The Write Stuff is a series of interview profiles conducted by Litseen, where authors give exclusive readings from their work.
Alia Volz’ stories and essays are found in Tin House Magazine(forthcoming), ZYZZYVA, Defenestration and The Writing Disorder’s “Best Nonfiction of 2012” anthology. She lives on the foggiest block in her hometown of San Francisco with a bewhiskered bookseller and two rabbits. Alia has recently completed her first novel, a mean little cowboy noir in which all of your favorite characters die. Stalk her at aliavolz.com or @aliavolz on Twitter.
When people ask what do you do, you tell them… ?
I’m a Spanish interpreter by trade, so I usually start there. I might also wiggle my fingers in what I think of as the universal sign for writing. It probably looks like I’m threatening a tickle attack.
What’s your biggest struggle — work or otherwise?
I’m a perfectionist. It can be positive, in that it forces me to craft sentences carefully. But it slows me down. I over-analyze and agonize over inessential details. I spent four years on a novel another writer could have done in two. I am learning to let go, but it’s hard.
If someone said I want to do what you do, what advice would you have for them?
Travel. Get lost. Don’t wait until you have enough money in the bank; just sell your shit and go. Buy a plane ticket and trust yourself to scrape cash together in time. It may feel like you’re living in the world, but you’re only living in one version of it, one paradigm among infinite possibilities.
Do you consider yourself successful? Why?
Not really. That’s probably for the best. If I thought I was a big fat success, there would be no reason to write better.
When you’re sad/grumpy/pissed off, what YouTube video makes you feel better?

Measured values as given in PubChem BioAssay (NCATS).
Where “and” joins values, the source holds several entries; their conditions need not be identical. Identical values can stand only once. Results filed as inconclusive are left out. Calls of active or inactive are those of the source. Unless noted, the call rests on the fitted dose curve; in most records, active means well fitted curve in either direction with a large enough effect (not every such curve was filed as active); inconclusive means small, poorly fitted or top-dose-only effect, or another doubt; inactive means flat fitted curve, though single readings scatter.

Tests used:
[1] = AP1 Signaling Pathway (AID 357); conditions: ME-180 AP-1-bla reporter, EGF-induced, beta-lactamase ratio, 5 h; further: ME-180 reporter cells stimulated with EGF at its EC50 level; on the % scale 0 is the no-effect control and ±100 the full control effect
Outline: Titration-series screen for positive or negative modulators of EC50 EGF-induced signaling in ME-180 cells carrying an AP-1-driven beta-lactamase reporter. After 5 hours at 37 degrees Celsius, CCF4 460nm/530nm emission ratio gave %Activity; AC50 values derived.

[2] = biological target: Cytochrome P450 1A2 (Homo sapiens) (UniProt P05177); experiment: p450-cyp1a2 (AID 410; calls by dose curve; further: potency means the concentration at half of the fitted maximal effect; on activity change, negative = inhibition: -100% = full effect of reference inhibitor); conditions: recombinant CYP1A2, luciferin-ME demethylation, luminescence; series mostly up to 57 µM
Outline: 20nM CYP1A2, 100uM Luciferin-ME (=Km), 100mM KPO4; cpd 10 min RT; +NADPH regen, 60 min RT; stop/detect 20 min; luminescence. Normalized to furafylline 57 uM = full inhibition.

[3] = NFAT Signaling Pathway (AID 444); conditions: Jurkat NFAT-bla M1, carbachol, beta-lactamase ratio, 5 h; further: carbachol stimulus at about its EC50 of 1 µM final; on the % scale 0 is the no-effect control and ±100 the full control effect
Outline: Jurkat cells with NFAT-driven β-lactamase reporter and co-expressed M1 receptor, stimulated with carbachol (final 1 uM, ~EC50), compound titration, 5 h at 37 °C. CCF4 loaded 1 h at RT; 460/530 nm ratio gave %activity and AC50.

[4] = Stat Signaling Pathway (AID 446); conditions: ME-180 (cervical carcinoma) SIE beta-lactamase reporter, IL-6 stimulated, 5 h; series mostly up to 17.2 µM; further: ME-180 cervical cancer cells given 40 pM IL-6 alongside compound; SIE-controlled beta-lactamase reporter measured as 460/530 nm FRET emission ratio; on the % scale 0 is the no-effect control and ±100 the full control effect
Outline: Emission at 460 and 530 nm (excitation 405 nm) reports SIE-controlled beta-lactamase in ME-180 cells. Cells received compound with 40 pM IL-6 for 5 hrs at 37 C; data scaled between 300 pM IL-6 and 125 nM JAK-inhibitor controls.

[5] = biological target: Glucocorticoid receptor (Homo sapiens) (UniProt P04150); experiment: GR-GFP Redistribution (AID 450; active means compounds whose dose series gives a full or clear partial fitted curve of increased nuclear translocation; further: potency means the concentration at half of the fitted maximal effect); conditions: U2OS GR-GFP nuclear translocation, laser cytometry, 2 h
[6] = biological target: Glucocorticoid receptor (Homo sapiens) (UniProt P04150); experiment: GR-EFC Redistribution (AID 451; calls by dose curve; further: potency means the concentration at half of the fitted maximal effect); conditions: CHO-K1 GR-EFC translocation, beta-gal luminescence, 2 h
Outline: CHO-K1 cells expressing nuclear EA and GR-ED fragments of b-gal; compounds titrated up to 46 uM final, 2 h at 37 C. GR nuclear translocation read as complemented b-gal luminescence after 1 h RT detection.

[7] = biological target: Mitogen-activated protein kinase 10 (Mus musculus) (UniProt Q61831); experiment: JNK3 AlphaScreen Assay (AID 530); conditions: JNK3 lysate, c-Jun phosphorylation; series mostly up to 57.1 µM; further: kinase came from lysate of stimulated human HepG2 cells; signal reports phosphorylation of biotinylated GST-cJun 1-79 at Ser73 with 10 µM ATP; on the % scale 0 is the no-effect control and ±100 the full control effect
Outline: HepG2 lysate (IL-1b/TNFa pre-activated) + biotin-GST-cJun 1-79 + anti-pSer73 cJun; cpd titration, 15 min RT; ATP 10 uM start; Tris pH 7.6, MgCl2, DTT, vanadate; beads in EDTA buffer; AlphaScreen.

I’m supposed to link to some silly/snarky clip, right? Nein! I burn time online like everyone else, but not when I’m upset. I gripe, cuss, drink my weight in bourbon, slam doors and cry like a brat. I storm melodramatically down foggy streets with mascara streaming down my cheeks. YouTube is a fine antidote for boredom, but not for rough emotions. If I don’t allow myself to experience discomfort, I’m not living in full color. As an artist and human, I need to feel. Bring on the shit.
Do you have a favorite ancestor? What is his/her story?
As an only child, raised by a single mom who was estranged from her family, I grew up disconnected from my ancestors. Recently, I began sorting through the writings and ephemera they left behind: 1,000 pages of memoir penned by my eccentric great-grandmother; my grandmother’s paintings; my great-aunt’s poems published in Ladies’ Home Journal. I feel intimacy with these women — but it’s grown from their art and the stories I make up to explain it. I can’t pick a favorite… though my great-great-grandmother Gertrude Arbo wore the best hats.
Who did you admire when you were 10 years old? What did you want to be?
I wanted to be a professional equestrian. There was nothing more thrilling to me than galloping on horseback. And that’s still basically true. I volunteer with the Mounted Patrol in the Marin Headlands, so I ride every week.
Would you ever perform a striptease? Describe some of your moves. Feel free to set the mood.